# efficient way to map values between two lists in python

I have two lists. The first list is a coordinate pair list

``````[[x1, y1]
[x2, y2]
...
[xn, yn]]
``````

The second list is a coordinate pair list along with a value associated with each pair

``````[[x1',y1',v1']
[x2',y2',v2']
...
[xn',yn',vn']]
``````

I want to find the closest (x',y') in second list for each pair (x,y) in the first list and then map the value v' to (x,y).

My current solution is to loop through both lists and compute euclidean distance between every possible coordinate pairs and map to the minimum distance. But the original second list has 3 million entries! Is there a more efficient way to achieve this? Thanks.

-
Did you try rounding the coordinates? –  Aaron Digulla Oct 9 '13 at 8:25
@AaronDigulla No haven't tried rounding yet. But the coordinates are based on large grid sizes so I am not sure how much it would help. –  Nitin Oct 9 '13 at 8:26
You could create a spatial map, i.e., a map mapping areas to lists of points in this area, then search only the points in the areas closest to the original point. –  tobias_k Oct 9 '13 at 8:28
@tobias_k Would you have any examples for spatial maps by any chance? –  Nitin Oct 9 '13 at 8:30
you may want to try shapely. –  monkut Oct 9 '13 at 8:33

Try to round the coordinates in the second list. That will give you lots of small clusters if coordinates. Use the rounded coordinate as a key in a dict with the list of coordinates+values as value.

``````for x,y in first_list:
x_,y_ = round(x,y)
l = d[(x_,y_)]
... find closest point in l...
``````

With this algorithm, you only need to check a few points.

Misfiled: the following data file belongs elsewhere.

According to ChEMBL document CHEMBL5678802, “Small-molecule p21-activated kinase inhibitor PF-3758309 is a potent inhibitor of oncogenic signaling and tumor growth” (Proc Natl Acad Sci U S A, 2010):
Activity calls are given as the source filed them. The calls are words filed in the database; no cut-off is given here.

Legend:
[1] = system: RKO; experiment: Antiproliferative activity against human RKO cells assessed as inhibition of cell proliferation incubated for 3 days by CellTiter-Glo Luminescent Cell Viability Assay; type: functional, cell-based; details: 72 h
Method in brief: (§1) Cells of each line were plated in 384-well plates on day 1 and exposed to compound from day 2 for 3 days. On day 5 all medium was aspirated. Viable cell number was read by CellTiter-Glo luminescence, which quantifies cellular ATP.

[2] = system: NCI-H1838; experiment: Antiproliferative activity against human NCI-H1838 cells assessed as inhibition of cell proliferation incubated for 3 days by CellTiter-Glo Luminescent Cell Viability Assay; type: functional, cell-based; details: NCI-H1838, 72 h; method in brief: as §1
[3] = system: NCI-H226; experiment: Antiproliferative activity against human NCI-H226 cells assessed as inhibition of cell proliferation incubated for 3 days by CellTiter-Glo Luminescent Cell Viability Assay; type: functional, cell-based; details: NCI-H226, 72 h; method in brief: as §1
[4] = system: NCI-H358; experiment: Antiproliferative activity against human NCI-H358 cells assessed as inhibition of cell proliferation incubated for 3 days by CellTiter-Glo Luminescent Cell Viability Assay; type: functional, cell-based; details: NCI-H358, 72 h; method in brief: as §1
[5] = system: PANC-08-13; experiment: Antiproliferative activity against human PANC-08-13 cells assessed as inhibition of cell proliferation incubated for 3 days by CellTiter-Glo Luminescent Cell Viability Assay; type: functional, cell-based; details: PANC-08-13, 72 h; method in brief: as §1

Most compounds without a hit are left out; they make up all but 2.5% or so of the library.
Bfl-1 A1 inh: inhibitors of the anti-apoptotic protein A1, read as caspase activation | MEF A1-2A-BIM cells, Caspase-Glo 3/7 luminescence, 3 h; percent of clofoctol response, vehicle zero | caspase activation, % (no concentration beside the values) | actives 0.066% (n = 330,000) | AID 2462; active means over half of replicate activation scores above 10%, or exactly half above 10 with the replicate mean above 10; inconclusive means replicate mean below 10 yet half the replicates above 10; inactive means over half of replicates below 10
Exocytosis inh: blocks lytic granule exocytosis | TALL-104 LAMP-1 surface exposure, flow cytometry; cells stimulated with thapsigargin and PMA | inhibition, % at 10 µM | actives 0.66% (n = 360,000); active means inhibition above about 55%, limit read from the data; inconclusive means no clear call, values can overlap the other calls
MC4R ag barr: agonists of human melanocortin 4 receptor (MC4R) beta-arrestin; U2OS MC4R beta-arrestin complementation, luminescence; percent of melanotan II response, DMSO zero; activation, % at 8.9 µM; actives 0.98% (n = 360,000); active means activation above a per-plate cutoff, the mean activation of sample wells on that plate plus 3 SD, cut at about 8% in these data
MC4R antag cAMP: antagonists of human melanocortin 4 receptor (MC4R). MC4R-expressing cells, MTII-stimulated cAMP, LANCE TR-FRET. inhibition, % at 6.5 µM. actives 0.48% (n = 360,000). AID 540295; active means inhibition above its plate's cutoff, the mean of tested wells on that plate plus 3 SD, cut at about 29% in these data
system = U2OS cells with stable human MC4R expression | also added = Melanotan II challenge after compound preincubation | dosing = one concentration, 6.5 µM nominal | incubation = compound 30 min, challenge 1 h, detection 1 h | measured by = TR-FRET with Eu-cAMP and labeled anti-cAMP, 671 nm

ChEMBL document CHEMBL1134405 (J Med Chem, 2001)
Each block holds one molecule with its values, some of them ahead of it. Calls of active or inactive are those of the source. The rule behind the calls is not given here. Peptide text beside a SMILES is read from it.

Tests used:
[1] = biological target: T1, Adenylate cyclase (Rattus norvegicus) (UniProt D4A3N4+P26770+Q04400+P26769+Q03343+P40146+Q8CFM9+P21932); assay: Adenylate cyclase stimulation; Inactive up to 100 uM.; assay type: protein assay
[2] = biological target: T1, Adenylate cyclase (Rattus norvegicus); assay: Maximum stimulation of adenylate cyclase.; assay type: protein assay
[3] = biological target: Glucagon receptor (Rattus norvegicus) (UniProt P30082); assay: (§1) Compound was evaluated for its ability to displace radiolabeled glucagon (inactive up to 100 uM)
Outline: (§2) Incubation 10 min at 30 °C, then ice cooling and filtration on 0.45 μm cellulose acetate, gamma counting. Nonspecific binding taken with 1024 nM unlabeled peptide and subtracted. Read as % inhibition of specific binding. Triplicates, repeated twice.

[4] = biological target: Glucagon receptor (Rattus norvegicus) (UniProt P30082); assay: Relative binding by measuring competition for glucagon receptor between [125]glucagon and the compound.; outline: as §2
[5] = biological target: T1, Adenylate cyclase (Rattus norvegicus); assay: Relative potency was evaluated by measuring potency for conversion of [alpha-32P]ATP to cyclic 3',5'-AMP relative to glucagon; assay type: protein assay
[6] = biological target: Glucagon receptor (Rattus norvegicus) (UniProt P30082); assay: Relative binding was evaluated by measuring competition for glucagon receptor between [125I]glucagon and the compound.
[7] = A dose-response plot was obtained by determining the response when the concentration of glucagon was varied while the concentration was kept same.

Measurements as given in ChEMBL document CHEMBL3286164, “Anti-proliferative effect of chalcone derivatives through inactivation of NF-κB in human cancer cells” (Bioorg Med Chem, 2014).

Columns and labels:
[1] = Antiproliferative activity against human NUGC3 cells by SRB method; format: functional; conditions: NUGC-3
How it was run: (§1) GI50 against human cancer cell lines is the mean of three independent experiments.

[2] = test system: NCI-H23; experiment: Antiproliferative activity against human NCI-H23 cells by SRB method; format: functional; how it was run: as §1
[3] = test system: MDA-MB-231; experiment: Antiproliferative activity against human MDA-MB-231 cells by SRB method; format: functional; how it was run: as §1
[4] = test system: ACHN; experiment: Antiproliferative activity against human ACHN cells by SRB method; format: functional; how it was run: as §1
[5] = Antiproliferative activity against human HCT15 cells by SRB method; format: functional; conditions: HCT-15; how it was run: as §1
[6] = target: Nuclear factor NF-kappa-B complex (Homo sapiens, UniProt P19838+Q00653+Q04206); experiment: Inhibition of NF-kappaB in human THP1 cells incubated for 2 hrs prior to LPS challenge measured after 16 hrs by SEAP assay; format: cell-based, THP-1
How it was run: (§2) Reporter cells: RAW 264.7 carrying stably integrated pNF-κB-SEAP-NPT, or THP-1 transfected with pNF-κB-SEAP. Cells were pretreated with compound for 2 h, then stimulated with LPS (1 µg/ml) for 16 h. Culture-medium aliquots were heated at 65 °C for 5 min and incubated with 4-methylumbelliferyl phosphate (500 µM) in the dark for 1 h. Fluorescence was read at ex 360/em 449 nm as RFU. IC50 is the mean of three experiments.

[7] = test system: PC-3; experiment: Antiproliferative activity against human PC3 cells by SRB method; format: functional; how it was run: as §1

If the list is empty, you can retry using a more loose rounding.

-

You could create a spatial map, mapping "areas" to points from your second list that are in this area, for example you can map 4-tuples of x-min, x-max, y-min, y-max to points, like this:

``````{(0, 10, 0, 10): [(2, 4, 5), (5, 1, 12), ...], (0, 10, 10, 20): [(4, 14, -1), ...] }
``````

Now you can pick the corresponding area for your point from the first list, e.g., if the point is `(24, 13)`, pick the list corresponding to area `(20, 30, 10, 20)`. Of course, the size of those areas could be different depending on the distribution of the points.

If there are any points in this area, pick the one with smallest distance to the original point; otherwise look at the next "layer" of eight areas around that area, and so forth. Once you've found a point, you should expand one more layer, since there could still be a point in those layers closer to the original point. (see Figure)

Here, the red dot is the point from the first list, and the blue dots are those from the second list. The boxes correspond to the areas in the map. Although there are two dots in the area directly corresponding to the original points, there are points in the next "layer" that are closer, but you won't have to search further out.

-
This actually seems pretty good. I'll try it out. Thanks. –  Nitin Oct 9 '13 at 8:40
@Nitin Just curious, did it work? –  tobias_k Oct 11 '13 at 7:57